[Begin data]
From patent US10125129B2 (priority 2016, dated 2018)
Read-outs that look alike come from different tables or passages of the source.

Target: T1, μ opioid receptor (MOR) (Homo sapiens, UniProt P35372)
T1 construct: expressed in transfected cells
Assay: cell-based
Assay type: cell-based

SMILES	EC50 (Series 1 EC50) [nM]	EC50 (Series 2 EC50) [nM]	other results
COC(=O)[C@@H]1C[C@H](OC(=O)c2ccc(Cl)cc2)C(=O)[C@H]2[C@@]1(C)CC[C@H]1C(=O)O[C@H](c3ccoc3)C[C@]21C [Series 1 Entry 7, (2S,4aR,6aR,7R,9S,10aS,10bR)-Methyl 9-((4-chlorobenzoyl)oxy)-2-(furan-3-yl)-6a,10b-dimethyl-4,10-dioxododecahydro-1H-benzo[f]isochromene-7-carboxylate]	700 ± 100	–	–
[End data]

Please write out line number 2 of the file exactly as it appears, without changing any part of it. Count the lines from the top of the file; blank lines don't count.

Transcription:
Read-outs that look alike come from different tables or passages of the source.